This week, the American Association of Colleges and Universities (AAC&U), a global membership organization centered on undergraduate liberal education, kicked off its annual meeting with a focus on educating for democracy.
At Thursday’s opening plenary, expert panelists discussed liberal education’s urgent role in preserving democracy—and how higher education holding itself more accountable may be a start.
Dr. Lenore Rodicio, a senior fellow at the College Excellence Program at the Aspen Institute, an international nonprofit and nonpartisan organization focused on equity, introduced the panel.
“In recent years, faith in institutions, government, and democracy itself has plummeted, especially among traditional college-aged students,” she said. “As political polarization and intolerance for difference continue to grow and thrive in the U.S., colleges and universities have an essential role in supporting our democracy.”
The panel's facilitator, Dr. Lynn Pasquerella, president of AAC&U, set the stakes of the roundtable discussion when referring to mounting public criticism of American universities, particularly that they have been largely absent in confronting threats to democracy, from the spread of misinformation to voter suppression to rising authoritarianism. To kick off the conversation, Pasquerella asked the panelists to share how their own undergraduate liberal educations have informed their take on the role of universities in a democracy.
Dr. Roosevelt Montás, a senior lecturer in American Studies and English at Columbia University, grew up in a rural part of the Dominican Republic and moved to New York City as a child. But “through a series of fortunate accidents,” he spoke about how he ended up as an undergraduate at Columbia to “receive one of the most elite educations that many can buy.” Montás has since realized that his story is rare.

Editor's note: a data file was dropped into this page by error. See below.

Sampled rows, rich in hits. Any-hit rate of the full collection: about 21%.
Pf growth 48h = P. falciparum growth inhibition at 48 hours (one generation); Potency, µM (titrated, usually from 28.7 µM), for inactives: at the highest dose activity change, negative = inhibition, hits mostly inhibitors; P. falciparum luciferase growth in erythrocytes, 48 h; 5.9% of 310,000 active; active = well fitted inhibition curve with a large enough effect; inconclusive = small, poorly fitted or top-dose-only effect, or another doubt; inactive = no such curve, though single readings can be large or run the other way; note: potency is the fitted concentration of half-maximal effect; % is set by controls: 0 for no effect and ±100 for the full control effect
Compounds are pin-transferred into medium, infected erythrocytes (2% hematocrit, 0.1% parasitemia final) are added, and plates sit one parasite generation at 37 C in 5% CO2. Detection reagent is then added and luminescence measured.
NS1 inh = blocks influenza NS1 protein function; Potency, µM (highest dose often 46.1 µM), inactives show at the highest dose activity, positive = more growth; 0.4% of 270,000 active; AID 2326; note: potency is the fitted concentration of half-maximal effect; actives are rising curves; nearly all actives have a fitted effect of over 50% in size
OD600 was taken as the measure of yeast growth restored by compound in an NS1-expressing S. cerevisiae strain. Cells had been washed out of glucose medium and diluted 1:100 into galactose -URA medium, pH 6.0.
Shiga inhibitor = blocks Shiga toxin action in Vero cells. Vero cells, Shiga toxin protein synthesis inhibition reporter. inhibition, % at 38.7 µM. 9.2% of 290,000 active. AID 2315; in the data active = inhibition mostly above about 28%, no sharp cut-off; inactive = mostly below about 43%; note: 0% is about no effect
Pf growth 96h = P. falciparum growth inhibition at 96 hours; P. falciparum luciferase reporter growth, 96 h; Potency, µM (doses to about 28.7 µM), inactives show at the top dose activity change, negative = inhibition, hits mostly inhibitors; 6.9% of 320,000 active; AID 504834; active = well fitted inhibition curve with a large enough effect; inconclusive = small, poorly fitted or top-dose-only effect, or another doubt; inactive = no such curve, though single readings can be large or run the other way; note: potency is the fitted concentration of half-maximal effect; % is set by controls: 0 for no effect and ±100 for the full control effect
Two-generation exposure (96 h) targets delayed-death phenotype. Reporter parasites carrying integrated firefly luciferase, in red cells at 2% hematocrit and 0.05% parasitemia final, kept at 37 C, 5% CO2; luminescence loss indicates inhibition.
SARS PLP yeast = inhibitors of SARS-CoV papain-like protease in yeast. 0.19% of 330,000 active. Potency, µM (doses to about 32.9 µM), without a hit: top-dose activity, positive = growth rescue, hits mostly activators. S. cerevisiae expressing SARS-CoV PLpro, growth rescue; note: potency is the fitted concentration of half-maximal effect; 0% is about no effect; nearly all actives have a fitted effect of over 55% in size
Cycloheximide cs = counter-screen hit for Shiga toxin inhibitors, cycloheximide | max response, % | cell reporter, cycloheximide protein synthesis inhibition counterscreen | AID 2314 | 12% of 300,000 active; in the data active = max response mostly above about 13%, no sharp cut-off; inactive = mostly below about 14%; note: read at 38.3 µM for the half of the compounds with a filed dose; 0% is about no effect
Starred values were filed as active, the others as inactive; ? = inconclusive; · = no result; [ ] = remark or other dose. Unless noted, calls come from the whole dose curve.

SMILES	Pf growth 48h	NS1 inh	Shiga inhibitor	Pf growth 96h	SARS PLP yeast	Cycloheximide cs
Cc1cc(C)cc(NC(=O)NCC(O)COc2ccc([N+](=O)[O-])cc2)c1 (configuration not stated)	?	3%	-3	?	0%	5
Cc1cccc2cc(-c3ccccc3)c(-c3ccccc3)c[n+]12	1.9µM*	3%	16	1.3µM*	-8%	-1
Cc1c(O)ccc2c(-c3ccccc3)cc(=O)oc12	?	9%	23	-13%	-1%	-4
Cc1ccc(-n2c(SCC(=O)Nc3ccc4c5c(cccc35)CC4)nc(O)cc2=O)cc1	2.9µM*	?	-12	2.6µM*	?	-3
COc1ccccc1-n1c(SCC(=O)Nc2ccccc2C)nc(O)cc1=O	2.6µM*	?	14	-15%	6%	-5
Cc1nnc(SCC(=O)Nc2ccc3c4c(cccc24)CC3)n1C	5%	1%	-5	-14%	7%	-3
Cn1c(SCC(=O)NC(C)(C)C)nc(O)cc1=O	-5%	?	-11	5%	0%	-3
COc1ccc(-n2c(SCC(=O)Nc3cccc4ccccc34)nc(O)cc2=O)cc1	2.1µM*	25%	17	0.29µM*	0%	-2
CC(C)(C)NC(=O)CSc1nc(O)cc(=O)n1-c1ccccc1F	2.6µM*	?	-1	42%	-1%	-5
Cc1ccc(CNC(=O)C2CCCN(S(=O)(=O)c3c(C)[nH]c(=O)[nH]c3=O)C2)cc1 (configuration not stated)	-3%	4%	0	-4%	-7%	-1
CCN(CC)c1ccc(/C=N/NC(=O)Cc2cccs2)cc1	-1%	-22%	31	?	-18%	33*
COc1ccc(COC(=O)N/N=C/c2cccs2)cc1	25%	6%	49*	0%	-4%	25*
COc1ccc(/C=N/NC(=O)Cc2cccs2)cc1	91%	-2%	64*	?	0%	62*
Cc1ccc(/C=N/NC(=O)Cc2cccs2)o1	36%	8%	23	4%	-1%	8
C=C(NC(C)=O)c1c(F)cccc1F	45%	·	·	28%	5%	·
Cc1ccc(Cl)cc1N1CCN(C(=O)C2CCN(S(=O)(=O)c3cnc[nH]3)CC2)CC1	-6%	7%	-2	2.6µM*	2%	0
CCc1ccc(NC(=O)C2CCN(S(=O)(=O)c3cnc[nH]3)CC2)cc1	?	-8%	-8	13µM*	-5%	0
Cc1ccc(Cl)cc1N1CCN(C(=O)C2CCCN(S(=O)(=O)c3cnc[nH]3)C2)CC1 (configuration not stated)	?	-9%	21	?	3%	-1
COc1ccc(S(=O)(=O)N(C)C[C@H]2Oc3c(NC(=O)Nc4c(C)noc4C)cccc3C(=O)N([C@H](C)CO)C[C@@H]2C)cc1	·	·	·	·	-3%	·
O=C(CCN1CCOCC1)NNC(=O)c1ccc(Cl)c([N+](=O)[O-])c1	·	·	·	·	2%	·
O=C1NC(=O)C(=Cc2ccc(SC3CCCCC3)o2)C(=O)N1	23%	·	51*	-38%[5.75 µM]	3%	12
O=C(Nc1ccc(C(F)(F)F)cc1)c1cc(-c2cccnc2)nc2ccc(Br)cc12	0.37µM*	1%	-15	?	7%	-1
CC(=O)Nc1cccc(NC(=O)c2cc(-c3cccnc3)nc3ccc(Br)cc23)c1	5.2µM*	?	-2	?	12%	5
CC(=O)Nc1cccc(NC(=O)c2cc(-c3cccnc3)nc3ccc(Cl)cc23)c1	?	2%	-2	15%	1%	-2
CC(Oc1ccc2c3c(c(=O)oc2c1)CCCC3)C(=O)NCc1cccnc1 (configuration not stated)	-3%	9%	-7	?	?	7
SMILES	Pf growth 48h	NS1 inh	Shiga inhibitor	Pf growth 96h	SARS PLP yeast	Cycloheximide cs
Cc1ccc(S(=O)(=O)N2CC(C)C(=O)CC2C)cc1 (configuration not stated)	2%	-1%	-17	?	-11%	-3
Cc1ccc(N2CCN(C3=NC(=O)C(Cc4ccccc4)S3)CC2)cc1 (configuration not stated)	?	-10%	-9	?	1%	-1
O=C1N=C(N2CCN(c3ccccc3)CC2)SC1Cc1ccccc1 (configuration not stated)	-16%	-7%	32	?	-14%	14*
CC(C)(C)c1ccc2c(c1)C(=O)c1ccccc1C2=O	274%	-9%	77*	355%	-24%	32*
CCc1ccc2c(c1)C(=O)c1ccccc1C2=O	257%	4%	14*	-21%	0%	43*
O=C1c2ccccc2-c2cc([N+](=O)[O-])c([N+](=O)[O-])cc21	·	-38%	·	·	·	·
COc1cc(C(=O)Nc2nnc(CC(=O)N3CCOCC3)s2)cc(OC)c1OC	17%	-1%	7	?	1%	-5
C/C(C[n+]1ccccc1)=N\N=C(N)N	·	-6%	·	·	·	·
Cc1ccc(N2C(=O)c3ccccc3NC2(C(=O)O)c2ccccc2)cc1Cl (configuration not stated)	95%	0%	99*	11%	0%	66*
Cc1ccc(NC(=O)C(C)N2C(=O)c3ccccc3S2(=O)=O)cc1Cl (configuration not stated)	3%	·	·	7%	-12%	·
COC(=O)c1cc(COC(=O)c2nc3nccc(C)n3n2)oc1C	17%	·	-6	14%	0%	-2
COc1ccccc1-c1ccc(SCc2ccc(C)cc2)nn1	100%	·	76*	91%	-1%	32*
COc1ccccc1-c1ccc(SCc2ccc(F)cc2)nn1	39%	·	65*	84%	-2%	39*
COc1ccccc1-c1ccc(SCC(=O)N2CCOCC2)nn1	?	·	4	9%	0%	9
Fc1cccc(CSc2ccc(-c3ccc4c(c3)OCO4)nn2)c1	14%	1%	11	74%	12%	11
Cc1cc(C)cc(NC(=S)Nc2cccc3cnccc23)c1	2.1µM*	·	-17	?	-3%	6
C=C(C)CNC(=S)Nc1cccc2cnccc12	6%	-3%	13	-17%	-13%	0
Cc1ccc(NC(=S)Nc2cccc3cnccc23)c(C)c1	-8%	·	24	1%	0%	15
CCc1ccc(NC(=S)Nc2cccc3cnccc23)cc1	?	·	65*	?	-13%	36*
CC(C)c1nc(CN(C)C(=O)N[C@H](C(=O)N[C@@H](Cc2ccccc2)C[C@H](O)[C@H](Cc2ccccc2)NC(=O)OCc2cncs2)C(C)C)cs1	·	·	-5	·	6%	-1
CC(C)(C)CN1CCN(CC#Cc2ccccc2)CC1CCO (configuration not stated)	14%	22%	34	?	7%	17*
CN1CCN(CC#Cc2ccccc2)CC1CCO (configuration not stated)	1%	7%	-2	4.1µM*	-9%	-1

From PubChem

“That fortune, that privilege that I happened to have enjoyed is denied to thousands—and maybe millions—of people who could benefit from it in the way that I did,” he said. “And so it has become a kind of mission or calling to me to do everything I can in my career, in my advocacy, in my teaching to bring that kind of intellectual richness, that kind of opening of the life of the mind, that expansion of horizons that I had experienced into the populations that have been traditionally excluded from them as aggressively as possible.”
Dr. Gilda Barabino, president of the Olin College of Engineering, a private undergraduate college founded in 1997 and known for its project-based curriculum, added that she understood from a young age the reality of a separate but unequal education while traveling around the country in her military family.
“I remember early on in the first grade when we were living in Dover, Delaware, that I was the only Black person in my class, and those classes were considered integrated,” said Barabino, who also spoke of getting bussed to a Black school in the third grade in Florida. “So, I saw that the color of your skin and where you lived could dictate the access you had to education and the quality of your education.”